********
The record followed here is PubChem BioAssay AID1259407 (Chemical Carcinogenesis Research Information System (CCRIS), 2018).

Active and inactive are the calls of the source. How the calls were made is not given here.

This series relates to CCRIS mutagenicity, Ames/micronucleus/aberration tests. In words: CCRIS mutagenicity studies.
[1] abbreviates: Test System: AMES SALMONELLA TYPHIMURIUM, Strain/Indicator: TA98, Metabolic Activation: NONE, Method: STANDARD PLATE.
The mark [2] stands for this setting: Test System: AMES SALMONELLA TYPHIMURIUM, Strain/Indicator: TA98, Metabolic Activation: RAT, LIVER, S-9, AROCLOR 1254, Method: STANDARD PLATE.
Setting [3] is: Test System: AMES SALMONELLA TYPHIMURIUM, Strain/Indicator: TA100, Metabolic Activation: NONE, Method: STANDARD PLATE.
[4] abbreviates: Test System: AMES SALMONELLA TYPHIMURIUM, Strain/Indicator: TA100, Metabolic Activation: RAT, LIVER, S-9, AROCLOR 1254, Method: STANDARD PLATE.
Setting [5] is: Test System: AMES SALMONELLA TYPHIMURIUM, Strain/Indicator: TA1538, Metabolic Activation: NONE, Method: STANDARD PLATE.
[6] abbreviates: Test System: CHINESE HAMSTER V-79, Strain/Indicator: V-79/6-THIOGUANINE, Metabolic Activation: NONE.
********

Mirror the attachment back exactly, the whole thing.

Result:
The record followed here is PubChem BioAssay AID1259407 (Chemical Carcinogenesis Research Information System (CCRIS), 2018).

Active and inactive are the calls of the source. How the calls were made is not given here.

This series relates to CCRIS mutagenicity, Ames/micronucleus/aberration tests. In words: CCRIS mutagenicity studies.
[1] abbreviates: Test System: AMES SALMONELLA TYPHIMURIUM, Strain/Indicator: TA98, Metabolic Activation: NONE, Method: STANDARD PLATE.
The mark [2] stands for this setting: Test System: AMES SALMONELLA TYPHIMURIUM, Strain/Indicator: TA98, Metabolic Activation: RAT, LIVER, S-9, AROCLOR 1254, Method: STANDARD PLATE.
Setting [3] is: Test System: AMES SALMONELLA TYPHIMURIUM, Strain/Indicator: TA100, Metabolic Activation: NONE, Method: STANDARD PLATE.
[4] abbreviates: Test System: AMES SALMONELLA TYPHIMURIUM, Strain/Indicator: TA100, Metabolic Activation: RAT, LIVER, S-9, AROCLOR 1254, Method: STANDARD PLATE.
Setting [5] is: Test System: AMES SALMONELLA TYPHIMURIUM, Strain/Indicator: TA1538, Metabolic Activation: NONE, Method: STANDARD PLATE.
[6] abbreviates: Test System: CHINESE HAMSTER V-79, Strain/Indicator: V-79/6-THIOGUANINE, Metabolic Activation: NONE.